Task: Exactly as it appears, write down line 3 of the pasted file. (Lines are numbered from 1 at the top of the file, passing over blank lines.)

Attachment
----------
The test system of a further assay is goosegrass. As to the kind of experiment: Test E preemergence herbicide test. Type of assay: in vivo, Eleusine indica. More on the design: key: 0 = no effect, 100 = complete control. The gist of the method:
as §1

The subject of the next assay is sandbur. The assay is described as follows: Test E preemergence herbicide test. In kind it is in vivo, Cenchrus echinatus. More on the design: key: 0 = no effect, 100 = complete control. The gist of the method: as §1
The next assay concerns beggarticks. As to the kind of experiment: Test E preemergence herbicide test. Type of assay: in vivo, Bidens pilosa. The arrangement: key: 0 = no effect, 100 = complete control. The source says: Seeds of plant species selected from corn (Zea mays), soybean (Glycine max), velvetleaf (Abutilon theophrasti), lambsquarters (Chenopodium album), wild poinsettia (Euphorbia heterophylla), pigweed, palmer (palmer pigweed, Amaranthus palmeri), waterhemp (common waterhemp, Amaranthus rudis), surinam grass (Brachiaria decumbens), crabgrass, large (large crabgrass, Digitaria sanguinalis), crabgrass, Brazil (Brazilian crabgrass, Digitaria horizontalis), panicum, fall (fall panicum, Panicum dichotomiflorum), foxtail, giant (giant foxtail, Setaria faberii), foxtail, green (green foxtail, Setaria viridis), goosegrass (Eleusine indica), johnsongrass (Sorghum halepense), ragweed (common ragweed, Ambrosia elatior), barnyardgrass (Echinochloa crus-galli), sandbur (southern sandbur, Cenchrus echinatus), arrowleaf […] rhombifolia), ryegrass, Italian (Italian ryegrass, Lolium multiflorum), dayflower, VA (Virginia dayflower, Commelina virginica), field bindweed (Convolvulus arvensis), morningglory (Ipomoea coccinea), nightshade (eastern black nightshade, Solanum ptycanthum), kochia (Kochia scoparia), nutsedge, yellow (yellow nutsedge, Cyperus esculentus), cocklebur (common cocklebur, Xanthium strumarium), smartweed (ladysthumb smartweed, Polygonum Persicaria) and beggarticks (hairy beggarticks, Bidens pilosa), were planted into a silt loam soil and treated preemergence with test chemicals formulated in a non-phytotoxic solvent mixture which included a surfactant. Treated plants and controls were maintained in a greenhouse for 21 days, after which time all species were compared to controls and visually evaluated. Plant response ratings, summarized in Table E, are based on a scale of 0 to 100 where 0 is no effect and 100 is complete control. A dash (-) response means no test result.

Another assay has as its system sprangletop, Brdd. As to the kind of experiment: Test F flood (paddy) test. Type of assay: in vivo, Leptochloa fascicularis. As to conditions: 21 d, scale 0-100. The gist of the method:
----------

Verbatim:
The subject of the next assay is sandbur. The assay is described as follows: Test E preemergence herbicide test. In kind it is in vivo, Cenchrus echinatus. More on the design: key: 0 = no effect, 100 = complete control. The gist of the method: as §1